How to Reach Flow State

“Flow is more than an optimal state of consciousness—one where we feel our best and perform our best.” Steven Kotler

Posted by TWW Team on August 24, 2021

“To put it another way: flow is the telephone booth where Clark Kent changes clothes, the place from where Superman emerges.” Steven Kotler

It's sure that there were times when you were so completely immersed in what you were doing that nothing else seemed to matter.

In his brilliant book, Flow: The psychology of optimal experience psychologist Mihaly Csikszentmihalyi describes flow as “a state in which people are so involved in an activity that nothing else seems to matter; the experience is so enjoyable that people will continue to do it even at great cost, for the sheer sake of doing it.” To Csikszentmihalyi, flow is an experience of “optimal experience.”

Reports have suggested that flow can make you as much as five times more productive.

Four Stages of Flow

  1. Struggle This is when you’re digging deep to access whatever it is that you need to reach the flow state. Warning: This often feels like a struggle and, in fact, the opposite of flow.

  2. Relaxation This is the break you take before fully diving into flow. It is an essential step, as it keeps you from burning out over the struggle you’ve just been through. This break helps you relax and is decided differently from a distraction such as moving on to another task or checking sport scores.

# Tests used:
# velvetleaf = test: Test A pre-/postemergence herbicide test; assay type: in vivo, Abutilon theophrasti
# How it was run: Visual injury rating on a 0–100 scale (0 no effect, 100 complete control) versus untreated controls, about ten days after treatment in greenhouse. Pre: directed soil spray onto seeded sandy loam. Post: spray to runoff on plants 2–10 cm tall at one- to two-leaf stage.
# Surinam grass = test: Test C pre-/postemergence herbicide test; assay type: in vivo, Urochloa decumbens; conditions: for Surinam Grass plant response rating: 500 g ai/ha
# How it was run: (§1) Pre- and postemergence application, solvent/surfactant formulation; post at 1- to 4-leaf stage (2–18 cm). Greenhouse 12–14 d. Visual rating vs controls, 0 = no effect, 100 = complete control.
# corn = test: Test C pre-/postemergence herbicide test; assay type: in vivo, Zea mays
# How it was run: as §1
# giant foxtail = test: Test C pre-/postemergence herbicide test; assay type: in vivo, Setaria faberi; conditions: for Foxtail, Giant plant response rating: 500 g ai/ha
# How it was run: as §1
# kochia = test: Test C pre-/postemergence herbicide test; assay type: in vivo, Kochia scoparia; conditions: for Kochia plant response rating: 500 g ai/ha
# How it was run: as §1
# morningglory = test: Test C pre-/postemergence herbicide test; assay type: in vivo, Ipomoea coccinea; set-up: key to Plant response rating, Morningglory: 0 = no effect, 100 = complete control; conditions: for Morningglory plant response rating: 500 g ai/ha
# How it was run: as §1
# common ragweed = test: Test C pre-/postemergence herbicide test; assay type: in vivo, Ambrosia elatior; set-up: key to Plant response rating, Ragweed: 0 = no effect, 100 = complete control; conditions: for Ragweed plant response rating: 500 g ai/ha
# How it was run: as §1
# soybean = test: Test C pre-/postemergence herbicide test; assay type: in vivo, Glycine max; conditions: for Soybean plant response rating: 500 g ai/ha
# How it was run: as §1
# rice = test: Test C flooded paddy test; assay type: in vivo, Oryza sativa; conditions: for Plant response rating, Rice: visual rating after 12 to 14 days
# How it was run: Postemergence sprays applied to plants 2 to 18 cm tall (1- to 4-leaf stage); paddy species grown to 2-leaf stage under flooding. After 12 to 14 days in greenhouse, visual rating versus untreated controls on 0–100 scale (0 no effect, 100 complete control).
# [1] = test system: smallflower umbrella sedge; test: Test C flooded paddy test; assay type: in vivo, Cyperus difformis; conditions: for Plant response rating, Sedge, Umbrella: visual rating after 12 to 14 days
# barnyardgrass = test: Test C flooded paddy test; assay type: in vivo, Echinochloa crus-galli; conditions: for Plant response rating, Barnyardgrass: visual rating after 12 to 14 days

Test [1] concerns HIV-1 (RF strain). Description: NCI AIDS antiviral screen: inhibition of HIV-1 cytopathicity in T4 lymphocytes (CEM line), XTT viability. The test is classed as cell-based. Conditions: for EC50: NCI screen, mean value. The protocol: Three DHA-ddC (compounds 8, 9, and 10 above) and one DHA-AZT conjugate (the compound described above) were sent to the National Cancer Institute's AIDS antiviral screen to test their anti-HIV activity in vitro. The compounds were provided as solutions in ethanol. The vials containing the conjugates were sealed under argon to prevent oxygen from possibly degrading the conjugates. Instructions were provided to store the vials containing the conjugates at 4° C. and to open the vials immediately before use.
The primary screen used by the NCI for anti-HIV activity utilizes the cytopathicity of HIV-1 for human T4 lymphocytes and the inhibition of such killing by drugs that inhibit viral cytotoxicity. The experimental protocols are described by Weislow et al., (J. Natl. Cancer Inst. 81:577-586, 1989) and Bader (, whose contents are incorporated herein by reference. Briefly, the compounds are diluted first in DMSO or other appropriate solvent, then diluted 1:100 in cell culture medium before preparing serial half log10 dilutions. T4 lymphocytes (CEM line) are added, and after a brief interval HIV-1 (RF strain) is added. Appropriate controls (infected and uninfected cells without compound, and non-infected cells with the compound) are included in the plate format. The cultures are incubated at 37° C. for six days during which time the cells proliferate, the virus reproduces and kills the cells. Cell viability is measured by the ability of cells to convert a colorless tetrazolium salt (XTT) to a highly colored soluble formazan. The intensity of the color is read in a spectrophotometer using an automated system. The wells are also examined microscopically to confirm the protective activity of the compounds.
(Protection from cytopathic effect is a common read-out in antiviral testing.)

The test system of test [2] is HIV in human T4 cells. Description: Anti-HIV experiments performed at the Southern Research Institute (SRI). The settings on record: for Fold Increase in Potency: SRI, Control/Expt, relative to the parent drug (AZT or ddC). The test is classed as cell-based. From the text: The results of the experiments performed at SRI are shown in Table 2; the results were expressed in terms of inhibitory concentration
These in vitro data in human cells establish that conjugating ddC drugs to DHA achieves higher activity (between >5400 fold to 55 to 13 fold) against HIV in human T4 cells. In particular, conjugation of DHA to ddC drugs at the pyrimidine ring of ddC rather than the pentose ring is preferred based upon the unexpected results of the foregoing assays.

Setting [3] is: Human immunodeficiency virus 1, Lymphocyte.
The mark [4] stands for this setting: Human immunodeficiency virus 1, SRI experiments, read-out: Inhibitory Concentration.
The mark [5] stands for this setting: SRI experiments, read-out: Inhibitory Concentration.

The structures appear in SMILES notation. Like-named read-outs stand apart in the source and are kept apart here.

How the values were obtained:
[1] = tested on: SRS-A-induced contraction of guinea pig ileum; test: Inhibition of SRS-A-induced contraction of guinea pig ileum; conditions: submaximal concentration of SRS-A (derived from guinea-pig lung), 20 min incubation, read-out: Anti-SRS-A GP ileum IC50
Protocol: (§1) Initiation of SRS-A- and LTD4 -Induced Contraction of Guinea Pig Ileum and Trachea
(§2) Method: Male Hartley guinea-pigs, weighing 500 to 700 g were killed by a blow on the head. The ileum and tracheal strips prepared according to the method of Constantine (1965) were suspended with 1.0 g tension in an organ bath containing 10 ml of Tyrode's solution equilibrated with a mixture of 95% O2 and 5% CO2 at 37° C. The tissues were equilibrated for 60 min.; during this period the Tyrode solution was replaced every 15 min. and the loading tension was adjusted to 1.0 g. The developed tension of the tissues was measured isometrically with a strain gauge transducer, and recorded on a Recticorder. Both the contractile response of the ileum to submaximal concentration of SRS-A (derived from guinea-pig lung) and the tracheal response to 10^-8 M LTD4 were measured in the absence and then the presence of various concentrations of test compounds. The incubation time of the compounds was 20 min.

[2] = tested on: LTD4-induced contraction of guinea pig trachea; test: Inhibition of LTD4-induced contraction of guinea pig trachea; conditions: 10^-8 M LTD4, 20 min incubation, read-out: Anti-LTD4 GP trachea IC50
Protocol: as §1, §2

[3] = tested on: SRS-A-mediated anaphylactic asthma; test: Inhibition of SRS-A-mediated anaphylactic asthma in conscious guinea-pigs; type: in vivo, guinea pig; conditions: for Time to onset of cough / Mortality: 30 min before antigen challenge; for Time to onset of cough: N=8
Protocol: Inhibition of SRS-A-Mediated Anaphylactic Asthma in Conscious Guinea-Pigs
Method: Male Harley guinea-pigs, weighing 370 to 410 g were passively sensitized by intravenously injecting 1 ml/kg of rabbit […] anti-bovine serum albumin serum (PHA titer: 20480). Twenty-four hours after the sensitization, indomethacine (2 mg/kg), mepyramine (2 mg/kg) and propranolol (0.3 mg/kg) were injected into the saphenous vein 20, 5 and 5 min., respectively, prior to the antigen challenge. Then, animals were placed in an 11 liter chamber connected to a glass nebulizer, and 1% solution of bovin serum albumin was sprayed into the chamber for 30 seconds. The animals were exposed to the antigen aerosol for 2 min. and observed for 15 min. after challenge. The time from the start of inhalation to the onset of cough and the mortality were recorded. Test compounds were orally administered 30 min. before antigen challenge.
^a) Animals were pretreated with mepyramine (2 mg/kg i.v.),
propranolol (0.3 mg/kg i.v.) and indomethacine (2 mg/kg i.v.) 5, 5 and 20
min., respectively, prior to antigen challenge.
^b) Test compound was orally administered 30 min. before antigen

3. Flow This is the state that Kotler describes as “the superman experience.” This is the flow state that you’ve hopefully experienced at various points of your life, where you’re doing your absolute best work and it almost seems to be happening automatically.

  4. Consolidation In this final stage you pull together everything you accomplished during the flow stage. Often, this is accomplished by feeling somewhat let down. All kinds of positive chemicals have been running through your brain while you’re in flow, and now that high is ending. But another cycle can be waiting just around the corner.

Finding Flow

  1. Eliminate Distraction If you’re going to find yourself in a flow state, eliminating distraction is absolutely essential. It can take you up to 20 minutes to reconnect with what you’re doing after you’ve been distracted from doing it. So, put everything else aside and concentrate completely on what you’re doing.

  2. Give Yourself Enough Time Make sure you have a block of time set aside to enter flow. It’s commonly believed that, when conditions are right, it takes about 15 minutes to achieve a flow state and that you don’t really hit your peak closer to 45 minutes. Plan to set aside at least 90 minutes, and ideally full two hours.

  3. Have Clear Goals One of the most efficient flow preventers is a lack of clarity. Once you have carved out the time, give yourself a clear purpose for how you are going to use that time. If you set yourself on a mission at the outset, and it is something that you're excited about achieving, you’re likely to find yourself deeply immersed in that mission.

  4. Challenge Yourself… A Little People are most likely to achieve flow when they’re doing something that is a bit challenging. If you do something that is too simple to you, you’re probably going to become bored quickly, and boredom and flow is incompatible.

    sample-imageOn the other hand, if you do something that you find extremely difficult, you’re likely to become frustrated and keep yourself from entering flow. But if you do something that you love that also has a moderate level of challenge, it’s likely to keep the task exciting for you and therefore engage you deeply.

Clear your schedule of everything else and get into the flow!

Credits: Limitless: Upgrade Your Brain, Learn Anything Faster, and Unlock Your Exceptional Life by Jim Kwik

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